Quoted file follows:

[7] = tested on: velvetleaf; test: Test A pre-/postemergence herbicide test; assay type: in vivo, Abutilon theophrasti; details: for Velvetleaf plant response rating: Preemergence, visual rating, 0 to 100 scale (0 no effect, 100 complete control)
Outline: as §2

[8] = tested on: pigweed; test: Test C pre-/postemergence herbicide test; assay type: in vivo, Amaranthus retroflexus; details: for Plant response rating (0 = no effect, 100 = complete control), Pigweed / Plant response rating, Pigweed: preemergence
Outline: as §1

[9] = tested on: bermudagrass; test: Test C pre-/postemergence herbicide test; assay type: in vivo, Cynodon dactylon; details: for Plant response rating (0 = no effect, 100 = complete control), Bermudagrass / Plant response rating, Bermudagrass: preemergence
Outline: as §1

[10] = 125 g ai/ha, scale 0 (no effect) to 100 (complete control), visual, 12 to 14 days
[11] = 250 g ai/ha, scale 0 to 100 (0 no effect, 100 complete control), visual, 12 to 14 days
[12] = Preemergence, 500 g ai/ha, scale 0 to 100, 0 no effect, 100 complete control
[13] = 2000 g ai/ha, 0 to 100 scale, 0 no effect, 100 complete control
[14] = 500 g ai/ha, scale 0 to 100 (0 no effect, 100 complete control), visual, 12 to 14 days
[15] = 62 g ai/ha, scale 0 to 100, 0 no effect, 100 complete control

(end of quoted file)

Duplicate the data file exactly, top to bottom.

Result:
[7] = tested on: velvetleaf; test: Test A pre-/postemergence herbicide test; assay type: in vivo, Abutilon theophrasti; details: for Velvetleaf plant response rating: Preemergence, visual rating, 0 to 100 scale (0 no effect, 100 complete control)
Outline: as §2

[8] = tested on: pigweed; test: Test C pre-/postemergence herbicide test; assay type: in vivo, Amaranthus retroflexus; details: for Plant response rating (0 = no effect, 100 = complete control), Pigweed / Plant response rating, Pigweed: preemergence
Outline: as §1

[9] = tested on: bermudagrass; test: Test C pre-/postemergence herbicide test; assay type: in vivo, Cynodon dactylon; details: for Plant response rating (0 = no effect, 100 = complete control), Bermudagrass / Plant response rating, Bermudagrass: preemergence
Outline: as §1

[10] = 125 g ai/ha, scale 0 (no effect) to 100 (complete control), visual, 12 to 14 days
[11] = 250 g ai/ha, scale 0 to 100 (0 no effect, 100 complete control), visual, 12 to 14 days
[12] = Preemergence, 500 g ai/ha, scale 0 to 100, 0 no effect, 100 complete control
[13] = 2000 g ai/ha, 0 to 100 scale, 0 no effect, 100 complete control
[14] = 500 g ai/ha, scale 0 to 100 (0 no effect, 100 complete control), visual, 12 to 14 days
[15] = 62 g ai/ha, scale 0 to 100, 0 no effect, 100 complete control